Often herbal products are slower acting than pharmaceutical medications, but the advantages of herbal supplements is that they can often affect a cure (rather than just address symptoms) and the side effects are minor compared to pharmaceutical drugs. Herbs can be considered the medicine from God’s pharmacy. The most important and well tested herbs to consider in connection with depression are:9 10

  • St. John’s Wort (SJW): relieves depression, anxiety, apathy, sleep disturbance, anorexia, and feeling of worthlessness. All these symptoms are caused by low serotonin and SJW increases the level of serotonin in the brain.
  • Ginkgo biloba: improves blood flow and function of the frontal lobe. Ginkgo increases the ability of serotonin to do its job in the brain.
  • 5-HTP: a plant extract that is just one step from becoming serotonin—the brain readily makes this conversion. It raises the level of serotonin and other brain neurotransmitters. This product overcomes the genetic problem that does not allow for the conversion of tryptophan to 5-HTP.

Pharmaceutical Medications: There are times when medications can save a person’s life. If botanical medicines do not work (in conjunction with the lifestyle, thought processing, and consideration of other causes) then medications are an option. A short-term use of antidepressant drugs may be needed in order to get the mind operating sufficiently well so that a person can function. Medications generally work by keeping serotonin (or other neurotransmitters) at adequate levels in the brain’s synapses. They do not help create increased blood flow or frontal lobe function.

Nutrition: A deficiency of any single nutrient can alter brain function and lead to depression, anxiety, and other mental disorders. The most common deficiencies are folic acid, vitamin B12 and B6. An insufficiency of Omega 3 fatty acids (oils) has been linked to depression. Low Omega 3 oils result in cells throughout the body and brain that do not function correctly, and the mind suffers. The needed Omega 3 oils are found in fish oils and flaxseed oil.11 12 13 14 15

The diet for helping to prevent and correct depression is based upon Biblical insights:

  • Increase the consumption of fiber-rich plant foods (fruits, vegetables, grains, legumes, and raw nuts and seeds).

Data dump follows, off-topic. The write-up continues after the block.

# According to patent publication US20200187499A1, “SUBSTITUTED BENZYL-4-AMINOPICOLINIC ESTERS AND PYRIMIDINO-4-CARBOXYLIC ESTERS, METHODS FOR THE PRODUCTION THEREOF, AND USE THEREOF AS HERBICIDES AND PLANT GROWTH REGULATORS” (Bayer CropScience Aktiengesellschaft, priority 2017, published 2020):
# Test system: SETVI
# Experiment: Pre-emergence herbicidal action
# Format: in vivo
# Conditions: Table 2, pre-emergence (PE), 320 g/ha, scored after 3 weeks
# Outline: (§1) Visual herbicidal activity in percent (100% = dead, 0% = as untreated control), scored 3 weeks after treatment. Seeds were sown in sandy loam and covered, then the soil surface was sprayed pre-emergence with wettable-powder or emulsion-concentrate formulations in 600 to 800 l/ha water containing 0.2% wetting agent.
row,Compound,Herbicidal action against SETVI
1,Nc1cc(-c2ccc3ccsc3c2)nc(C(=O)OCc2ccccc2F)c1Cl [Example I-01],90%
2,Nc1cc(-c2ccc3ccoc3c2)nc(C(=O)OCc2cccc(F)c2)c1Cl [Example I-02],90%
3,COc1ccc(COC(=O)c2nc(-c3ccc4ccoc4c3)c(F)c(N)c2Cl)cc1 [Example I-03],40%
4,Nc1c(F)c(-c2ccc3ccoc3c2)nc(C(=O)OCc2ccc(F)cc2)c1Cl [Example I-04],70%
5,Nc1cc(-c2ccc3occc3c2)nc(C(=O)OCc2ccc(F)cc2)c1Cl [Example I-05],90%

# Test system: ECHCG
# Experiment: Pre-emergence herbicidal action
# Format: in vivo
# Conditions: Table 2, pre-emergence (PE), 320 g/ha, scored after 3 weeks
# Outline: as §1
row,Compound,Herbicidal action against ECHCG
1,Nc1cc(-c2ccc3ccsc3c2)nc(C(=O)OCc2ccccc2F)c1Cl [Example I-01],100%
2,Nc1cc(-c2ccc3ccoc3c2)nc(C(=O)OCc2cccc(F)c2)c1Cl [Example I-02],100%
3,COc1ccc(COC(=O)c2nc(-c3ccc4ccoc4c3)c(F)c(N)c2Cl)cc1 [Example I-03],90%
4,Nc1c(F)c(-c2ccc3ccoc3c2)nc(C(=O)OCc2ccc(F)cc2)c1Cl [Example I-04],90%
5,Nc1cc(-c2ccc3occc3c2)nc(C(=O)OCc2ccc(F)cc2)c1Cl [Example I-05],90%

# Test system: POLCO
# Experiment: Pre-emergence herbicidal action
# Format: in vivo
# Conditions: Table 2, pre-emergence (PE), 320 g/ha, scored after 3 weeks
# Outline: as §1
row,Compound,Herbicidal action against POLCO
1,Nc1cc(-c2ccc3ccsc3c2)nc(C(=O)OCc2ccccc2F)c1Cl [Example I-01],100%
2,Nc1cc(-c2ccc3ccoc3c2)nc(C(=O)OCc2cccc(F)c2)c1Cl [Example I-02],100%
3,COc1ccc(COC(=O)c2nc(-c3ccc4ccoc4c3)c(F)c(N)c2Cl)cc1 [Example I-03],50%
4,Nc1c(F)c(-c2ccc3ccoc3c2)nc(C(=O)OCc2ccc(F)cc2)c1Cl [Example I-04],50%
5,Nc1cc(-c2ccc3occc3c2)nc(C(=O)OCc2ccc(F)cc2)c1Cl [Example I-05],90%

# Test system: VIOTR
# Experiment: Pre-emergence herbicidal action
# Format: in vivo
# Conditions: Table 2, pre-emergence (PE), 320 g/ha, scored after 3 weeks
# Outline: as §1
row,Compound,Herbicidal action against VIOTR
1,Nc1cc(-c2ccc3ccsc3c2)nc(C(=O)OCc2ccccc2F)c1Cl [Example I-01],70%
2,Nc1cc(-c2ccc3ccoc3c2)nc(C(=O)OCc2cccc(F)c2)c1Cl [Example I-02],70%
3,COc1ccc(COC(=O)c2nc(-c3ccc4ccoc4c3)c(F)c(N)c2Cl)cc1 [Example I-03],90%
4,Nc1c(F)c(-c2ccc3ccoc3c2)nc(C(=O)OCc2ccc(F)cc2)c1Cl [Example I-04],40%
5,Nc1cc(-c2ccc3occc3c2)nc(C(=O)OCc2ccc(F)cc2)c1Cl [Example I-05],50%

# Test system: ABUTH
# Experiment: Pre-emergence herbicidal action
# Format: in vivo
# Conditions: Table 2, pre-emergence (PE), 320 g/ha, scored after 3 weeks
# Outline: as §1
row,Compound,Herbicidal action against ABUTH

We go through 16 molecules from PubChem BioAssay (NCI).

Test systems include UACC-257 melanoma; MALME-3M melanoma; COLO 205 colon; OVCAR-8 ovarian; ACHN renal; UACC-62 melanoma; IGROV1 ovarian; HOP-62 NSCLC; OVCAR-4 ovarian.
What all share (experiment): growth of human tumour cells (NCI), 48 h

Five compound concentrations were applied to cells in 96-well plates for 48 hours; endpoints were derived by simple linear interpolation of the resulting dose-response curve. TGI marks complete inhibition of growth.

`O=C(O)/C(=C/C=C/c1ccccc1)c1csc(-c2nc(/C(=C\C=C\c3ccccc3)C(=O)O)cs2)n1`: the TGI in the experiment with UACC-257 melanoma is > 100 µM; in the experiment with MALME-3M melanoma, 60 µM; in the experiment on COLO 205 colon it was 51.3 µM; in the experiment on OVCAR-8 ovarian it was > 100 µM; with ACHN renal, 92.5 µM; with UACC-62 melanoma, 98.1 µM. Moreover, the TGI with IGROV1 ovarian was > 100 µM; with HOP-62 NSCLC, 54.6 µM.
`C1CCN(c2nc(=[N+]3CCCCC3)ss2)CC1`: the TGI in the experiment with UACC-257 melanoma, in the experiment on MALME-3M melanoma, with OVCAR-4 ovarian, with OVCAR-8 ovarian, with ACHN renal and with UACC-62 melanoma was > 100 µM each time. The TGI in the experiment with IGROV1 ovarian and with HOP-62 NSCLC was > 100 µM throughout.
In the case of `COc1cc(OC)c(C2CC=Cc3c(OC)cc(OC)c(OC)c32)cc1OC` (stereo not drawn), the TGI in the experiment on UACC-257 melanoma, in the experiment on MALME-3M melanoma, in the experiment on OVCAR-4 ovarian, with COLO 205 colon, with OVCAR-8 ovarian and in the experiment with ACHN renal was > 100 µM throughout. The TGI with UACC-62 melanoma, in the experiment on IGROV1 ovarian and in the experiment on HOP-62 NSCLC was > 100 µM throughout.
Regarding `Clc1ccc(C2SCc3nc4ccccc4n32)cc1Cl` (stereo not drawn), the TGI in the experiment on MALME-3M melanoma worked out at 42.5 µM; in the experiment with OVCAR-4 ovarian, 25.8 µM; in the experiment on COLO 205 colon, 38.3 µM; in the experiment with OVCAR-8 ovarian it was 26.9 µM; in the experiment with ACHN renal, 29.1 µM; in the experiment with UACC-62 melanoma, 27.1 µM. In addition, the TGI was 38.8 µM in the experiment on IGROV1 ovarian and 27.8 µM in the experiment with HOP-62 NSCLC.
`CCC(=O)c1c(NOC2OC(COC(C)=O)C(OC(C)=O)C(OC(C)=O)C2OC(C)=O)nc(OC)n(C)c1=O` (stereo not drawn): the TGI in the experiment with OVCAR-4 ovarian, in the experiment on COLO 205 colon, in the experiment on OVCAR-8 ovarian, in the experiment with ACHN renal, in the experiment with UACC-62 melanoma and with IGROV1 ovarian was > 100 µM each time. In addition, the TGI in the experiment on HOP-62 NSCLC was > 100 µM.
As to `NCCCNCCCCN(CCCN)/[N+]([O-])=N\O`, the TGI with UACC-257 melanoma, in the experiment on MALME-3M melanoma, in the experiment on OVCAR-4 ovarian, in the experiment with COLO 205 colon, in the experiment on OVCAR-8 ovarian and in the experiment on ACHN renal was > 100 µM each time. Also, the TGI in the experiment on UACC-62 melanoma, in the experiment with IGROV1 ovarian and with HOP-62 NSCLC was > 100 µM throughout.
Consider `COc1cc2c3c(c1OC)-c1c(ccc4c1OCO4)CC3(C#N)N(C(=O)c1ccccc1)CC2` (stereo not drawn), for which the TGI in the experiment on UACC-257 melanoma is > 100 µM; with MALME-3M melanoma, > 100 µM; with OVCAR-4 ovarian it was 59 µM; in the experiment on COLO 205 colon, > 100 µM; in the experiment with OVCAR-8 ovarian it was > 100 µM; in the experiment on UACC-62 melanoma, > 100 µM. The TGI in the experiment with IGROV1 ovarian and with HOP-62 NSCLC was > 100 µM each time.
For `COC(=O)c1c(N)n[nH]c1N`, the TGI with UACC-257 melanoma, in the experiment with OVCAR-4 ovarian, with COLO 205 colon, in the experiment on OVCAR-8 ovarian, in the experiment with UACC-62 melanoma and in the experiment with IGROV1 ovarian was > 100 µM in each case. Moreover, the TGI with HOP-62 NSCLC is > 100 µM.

• Avoid alcohol, caffeine, and other stimulants; also avoid foods that cause allergic symptoms.
  • A good diet is: low protein, high fiber, low-moderate fat, and high complex carbohydrates. Complex carbohydrates do not include simple carbohydrates (processed foods, snack foods, white bread, soda). Raw fruit has simple carbohydrates but is good because of the fiber, enzymes and antioxidants.
  • Atkins type diets are poor; they actually lead to depression since carbohydrates are needed to get tryptophan into the brain.
  • Foods high in tryptophan should be consumed regularly: soy flour, meats/poultry (turkey and chicken), tofu, pumpkin seeds, sesame seeds, raw nuts, eggs, lentils, and garbanzo beans.
  • A good snack before going to bed would be a turkey sandwich on whole grain bread (there is tryptophan in the turkey and the whole grain bread will help keep sugar levels stable and help get the tryptophan get into the brain).

Rule to live by: Eat foods as close to the way God created them as possible: raw, whole, and unprocessed. He created vegetables, fruit, nuts, seeds, etc. He did not create processed foods or animal meat full of antibiotics and hormones. Humans cannot improve upon God’s bounty!

Lifestyle: Regular exercise and sleep are essential to combat depression. Exercise at least 30 minutes four times a week. One does not have to jog: but walking, biking, tennis, swimming, gardening, active house/yard work are great. Regular exercise takes time for the effects to be felt, sometimes weeks.

We each have an internal clock that operates on a roughly 24-hour schedule (circadian rhythm). Even mentally healthy people can become depressed if the circadian rhythms are significantly disturbed. Seasonal Affective Disorder is common in the winter months in northern climates because the lack of natural sunlight disrupts these rhythms. Direct exposure to bright full spectrum light can help, or, the serotonin boosting botanical medicines.

A common factor leading to depression is hypoglycemia (low blood sugar); the brain requires a constant supply of blood sugar to function properly. Thyroid insufficiency also causes depression. Women with post-partum depression and those approaching menopause (symptoms often start by mid-30 age) are subject to hormonal disturbances that lead to depression.16 17 18

Biblical Thought-Processing: How we handle bad or disappointing news has a profound effect upon our mental well-being. As long as we believe we are victims, we are not able to achieve full mental health.19 Positive thinking is more important for overall health than almost anything else. Negative thinking, on the contrary, can destroy the good done by correct diet and lifestyle.20 Many depressed people have a tendency to look at the down side of life. It has been said that it is a positive duty to resist melancholy and discontented thoughts as much as it is our duty to pray. Certainly there will always be things in this imperfect world that give us cause to complain. Often we are helpless to personally do anything about many of these negative things. However, we can focus our mind on the enjoyable and wonderful things of life; this is scriptural, uplifting and therapeutic.